On stage at Disrupt NY 2013 today, serial investor Ron Conway and filmmaker/actor Alex Winter took the stage with CrunchFund’s MG Siegler to talk about the documentary Downloaded about the rise and fall of Napster. Ron Conway described being an early investor (his Angel Investors fund put around $500,000 into Napster, he said) and how the process of taking them through the ordeal went. One of the biggest issues, he said, is that the sharing economy problem Napster identified never got solved.
Napster made it very clear that there was a strong desire among people to share and collaborate in order to make the most out of resources among a community, but there was just too much of a reaction against that from people who were already established in the industry. And that’s something that never got worked out, which Conway said was one of the most disappointing parts of the whole affair.
“Technically speaking it never got solved,” Conway said. “Today we have all the sharing economy companies, like ride sharing and AirbnB, and all the local authorities are acting like the record labels. You can’t stop innovation, and it amazes me that people still don’t know that.”
Conway’s referring to problems that companies like Uber have run into, including its closure of taxi services in New York City back in October of last year, and a new policy that will help it do more ride sharing, as a way to side-step regulation and licensing requirements around taxi and livery services in place in most major cities throughout the U.S.
Referring back to the Napster issue and how it ran into major roadblocks around the music industry, record labels and artists, Conway lamented that no one found a way to work through the issues that were causing both sides to be essentially at each other’s throats.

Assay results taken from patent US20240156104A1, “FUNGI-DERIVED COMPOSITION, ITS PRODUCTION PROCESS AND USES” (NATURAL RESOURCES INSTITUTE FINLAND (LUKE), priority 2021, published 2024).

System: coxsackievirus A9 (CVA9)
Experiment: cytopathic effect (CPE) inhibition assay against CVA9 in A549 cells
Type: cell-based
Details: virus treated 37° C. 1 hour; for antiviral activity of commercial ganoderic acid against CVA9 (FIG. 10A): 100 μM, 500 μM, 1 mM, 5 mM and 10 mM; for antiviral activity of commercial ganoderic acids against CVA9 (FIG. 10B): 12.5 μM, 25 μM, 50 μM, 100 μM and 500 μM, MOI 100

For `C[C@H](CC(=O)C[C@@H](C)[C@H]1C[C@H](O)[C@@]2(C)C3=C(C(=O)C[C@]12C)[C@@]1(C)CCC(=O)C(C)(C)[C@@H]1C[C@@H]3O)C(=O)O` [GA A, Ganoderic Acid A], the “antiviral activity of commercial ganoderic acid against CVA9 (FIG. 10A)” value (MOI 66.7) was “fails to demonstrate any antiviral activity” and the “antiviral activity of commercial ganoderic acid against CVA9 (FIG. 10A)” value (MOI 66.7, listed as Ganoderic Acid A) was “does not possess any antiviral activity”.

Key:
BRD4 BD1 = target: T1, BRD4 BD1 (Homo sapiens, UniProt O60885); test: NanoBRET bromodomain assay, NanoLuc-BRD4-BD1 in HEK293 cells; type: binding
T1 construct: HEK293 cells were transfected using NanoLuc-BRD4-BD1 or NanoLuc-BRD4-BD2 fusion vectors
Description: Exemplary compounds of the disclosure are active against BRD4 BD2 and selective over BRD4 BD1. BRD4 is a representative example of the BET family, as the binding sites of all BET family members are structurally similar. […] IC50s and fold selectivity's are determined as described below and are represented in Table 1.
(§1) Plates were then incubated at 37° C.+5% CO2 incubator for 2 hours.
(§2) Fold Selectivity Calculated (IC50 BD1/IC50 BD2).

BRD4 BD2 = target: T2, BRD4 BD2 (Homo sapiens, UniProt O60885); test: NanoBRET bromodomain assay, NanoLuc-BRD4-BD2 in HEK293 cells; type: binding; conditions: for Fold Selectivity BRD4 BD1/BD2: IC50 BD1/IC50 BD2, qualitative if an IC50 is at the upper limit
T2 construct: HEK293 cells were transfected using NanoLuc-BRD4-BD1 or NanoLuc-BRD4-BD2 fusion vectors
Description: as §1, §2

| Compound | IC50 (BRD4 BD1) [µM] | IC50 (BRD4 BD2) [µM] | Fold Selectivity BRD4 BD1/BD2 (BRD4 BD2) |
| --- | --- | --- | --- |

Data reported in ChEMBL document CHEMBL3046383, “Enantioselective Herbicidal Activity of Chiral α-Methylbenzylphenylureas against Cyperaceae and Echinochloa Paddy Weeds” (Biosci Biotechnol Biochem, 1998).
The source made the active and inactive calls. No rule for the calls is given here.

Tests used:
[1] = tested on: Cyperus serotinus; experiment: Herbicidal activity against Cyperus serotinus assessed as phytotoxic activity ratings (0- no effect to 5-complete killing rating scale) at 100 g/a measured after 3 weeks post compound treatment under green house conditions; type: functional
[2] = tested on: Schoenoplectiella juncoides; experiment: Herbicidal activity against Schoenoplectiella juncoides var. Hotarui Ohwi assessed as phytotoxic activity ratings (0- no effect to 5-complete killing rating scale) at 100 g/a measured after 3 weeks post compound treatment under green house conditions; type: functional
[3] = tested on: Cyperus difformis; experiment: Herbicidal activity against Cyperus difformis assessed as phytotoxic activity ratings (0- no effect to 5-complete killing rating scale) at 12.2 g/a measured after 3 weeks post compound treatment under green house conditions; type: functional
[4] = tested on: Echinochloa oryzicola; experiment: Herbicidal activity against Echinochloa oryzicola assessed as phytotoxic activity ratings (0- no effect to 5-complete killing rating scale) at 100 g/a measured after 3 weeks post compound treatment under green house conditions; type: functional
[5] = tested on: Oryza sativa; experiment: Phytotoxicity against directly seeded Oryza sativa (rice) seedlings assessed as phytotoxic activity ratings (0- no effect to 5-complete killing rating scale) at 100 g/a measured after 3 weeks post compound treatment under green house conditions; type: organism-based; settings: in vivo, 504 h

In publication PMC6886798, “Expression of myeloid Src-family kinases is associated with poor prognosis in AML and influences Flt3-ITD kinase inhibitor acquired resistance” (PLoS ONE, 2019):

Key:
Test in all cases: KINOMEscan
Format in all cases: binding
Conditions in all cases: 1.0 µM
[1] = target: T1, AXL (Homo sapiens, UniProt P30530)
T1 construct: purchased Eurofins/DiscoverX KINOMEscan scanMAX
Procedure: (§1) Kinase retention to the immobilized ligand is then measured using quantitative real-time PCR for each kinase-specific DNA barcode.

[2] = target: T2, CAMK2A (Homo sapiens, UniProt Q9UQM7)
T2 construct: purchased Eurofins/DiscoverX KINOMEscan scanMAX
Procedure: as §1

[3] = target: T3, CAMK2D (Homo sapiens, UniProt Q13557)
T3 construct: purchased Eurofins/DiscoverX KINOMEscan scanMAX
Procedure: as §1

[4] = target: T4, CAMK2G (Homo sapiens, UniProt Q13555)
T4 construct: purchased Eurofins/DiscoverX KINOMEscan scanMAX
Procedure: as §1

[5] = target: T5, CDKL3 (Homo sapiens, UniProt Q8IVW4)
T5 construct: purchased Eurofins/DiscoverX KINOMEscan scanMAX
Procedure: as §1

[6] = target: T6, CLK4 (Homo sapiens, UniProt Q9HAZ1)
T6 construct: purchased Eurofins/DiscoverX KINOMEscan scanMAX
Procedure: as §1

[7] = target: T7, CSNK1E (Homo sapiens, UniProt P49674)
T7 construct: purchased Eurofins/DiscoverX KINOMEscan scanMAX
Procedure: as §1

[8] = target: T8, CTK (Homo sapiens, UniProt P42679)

“If people just left their ego at the door, I believe the problems would’ve been solved [long ago],” Conway said. “But everyone immediately went into macho mode.”
Sharing economics drive a lot of startups these days and it’s true they often seem to run into regulatory problems, resistance from incumbent players and more. It’s probably to be expected when you’re taking markets that once made a lot of money separately from individuals, and combining them into one that makes less spread across a much larger group, but people clearly want these to work, and as Conway notes, ignoring that won’t help anyone solve the problem any faster.
For more of Alex Winter’s thoughts on why Napster was a real community, and his predictions about 3D printing template piracy, check out his follow-up interview with our writer Josh Constine.